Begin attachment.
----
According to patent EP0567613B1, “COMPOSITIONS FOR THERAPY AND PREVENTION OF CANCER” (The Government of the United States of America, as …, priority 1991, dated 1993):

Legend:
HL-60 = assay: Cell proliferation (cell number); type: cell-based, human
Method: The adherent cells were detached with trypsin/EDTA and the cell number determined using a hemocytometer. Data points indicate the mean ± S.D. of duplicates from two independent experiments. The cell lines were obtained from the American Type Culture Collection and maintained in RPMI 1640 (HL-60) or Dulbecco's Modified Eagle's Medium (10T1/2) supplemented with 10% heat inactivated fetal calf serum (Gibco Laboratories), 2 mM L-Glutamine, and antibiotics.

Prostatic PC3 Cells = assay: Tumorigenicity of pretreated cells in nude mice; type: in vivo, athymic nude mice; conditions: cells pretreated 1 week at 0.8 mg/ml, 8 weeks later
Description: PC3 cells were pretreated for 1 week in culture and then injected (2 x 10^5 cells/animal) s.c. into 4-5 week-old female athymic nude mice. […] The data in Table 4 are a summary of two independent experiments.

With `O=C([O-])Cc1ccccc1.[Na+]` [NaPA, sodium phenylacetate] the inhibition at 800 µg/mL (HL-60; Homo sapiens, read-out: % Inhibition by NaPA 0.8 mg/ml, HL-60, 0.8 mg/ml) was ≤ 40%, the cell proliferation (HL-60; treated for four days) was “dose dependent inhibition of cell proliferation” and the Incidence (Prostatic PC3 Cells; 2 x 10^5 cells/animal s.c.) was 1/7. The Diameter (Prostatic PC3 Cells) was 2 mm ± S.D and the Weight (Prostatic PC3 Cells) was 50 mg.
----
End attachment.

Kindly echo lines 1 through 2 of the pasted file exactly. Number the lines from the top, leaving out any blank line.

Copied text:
According to patent EP0567613B1, “COMPOSITIONS FOR THERAPY AND PREVENTION OF CANCER” (The Government of the United States of America, as …, priority 1991, dated 1993):

Legend: